(ORDO NEWS) — For several centuries, beginning around the 14th century AD, a strange ailment known as “glass delirium” spread throughout Europe, especially among the nobility, royalty and elite members of society.
Glass hallucinators believed that their head, arms, buttocks, or entire body was made of glass and that they needed to be extra careful not to break.
Charles VI (1368-1422) ascended the throne in 1380 at the age of about 11, but began to rule independently only in 1388.
At first he was a promising young monarch. He introduced reforms aimed at updating the bureaucracy and reducing corruption. He also participated in papal politics.
But in 1392, Charles VI fell ill and experienced, according to historians, the first bout of schizophrenia. Charles VI believed that he was made of glass and could not move without special clothing.
He reportedly sat motionless in the room for hours and moved only with extreme care so as not to crash. This continued until the end of his life. The future Pope Pius II wrote of Charles VI:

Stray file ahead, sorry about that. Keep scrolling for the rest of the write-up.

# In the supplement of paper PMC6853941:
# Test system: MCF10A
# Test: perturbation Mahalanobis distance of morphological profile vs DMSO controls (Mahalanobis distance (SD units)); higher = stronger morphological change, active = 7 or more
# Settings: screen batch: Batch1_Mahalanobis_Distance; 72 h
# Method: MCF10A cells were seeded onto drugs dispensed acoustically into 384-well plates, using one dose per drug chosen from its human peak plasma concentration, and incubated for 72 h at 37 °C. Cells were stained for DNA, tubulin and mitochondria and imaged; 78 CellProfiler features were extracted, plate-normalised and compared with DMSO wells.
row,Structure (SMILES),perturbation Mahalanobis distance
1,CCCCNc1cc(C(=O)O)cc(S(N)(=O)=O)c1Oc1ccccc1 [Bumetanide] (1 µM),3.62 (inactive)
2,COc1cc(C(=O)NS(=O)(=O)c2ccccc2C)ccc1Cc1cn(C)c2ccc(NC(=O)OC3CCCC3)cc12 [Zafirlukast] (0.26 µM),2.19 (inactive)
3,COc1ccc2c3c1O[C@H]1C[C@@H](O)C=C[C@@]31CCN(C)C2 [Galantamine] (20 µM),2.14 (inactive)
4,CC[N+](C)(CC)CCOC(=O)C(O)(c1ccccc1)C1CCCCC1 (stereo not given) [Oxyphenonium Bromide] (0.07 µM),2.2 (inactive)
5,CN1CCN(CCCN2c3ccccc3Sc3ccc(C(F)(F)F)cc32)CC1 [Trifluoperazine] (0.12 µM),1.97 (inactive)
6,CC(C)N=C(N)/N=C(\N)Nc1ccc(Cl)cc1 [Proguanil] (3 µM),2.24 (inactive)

“Every day his illness got worse until he completely lost his mind. Sometimes he thought he was made of glass, and he did not allow himself to be touched. Iron bars were inserted into his clothes, and he protected himself in every possible way so that don’t fall or break.”
The mania for the glass body was remarkably widespread among the upper classes of late medieval and early modern Europe. It was widespread enough to be mentioned by several major physicians, scientists, and philosophers, including René Descartes.
The reason why it was so widespread is a mystery. No less mysterious is why it almost completely disappeared after the 19th century, with the exception of a few obscure cases.
Many philosophers and theologians of that time considered the human body to be a fragile, temporary vessel for the soul, which would soon be thrown away for a new resurrected body or a state of pure non-corporeal existence.
This association of the fragility of the human body and glass may have given this mania some sort of psychological credibility in the minds of early modern Europeans. Those suffering from glass delirium may have been keenly aware of their fragility and were looking for a way to deal with it.
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